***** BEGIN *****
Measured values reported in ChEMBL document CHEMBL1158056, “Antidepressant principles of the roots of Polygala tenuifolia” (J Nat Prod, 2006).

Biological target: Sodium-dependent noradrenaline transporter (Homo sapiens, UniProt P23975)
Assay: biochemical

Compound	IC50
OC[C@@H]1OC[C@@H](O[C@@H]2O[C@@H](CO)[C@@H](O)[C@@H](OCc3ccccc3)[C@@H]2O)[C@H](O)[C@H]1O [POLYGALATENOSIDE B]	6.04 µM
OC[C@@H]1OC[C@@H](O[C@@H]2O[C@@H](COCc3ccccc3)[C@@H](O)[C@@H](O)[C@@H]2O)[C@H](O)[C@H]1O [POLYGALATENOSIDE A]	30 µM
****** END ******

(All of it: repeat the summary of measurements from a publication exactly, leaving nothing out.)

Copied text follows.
Measured values reported in ChEMBL document CHEMBL1158056, “Antidepressant principles of the roots of Polygala tenuifolia” (J Nat Prod, 2006).

Biological target: Sodium-dependent noradrenaline transporter (Homo sapiens, UniProt P23975)
Assay: biochemical

Compound	IC50
OC[C@@H]1OC[C@@H](O[C@@H]2O[C@@H](CO)[C@@H](O)[C@@H](OCc3ccccc3)[C@@H]2O)[C@H](O)[C@H]1O [POLYGALATENOSIDE B]	6.04 µM
OC[C@@H]1OC[C@@H](O[C@@H]2O[C@@H](COCc3ccccc3)[C@@H](O)[C@@H](O)[C@@H]2O)[C@H](O)[C@H]1O [POLYGALATENOSIDE A]	30 µM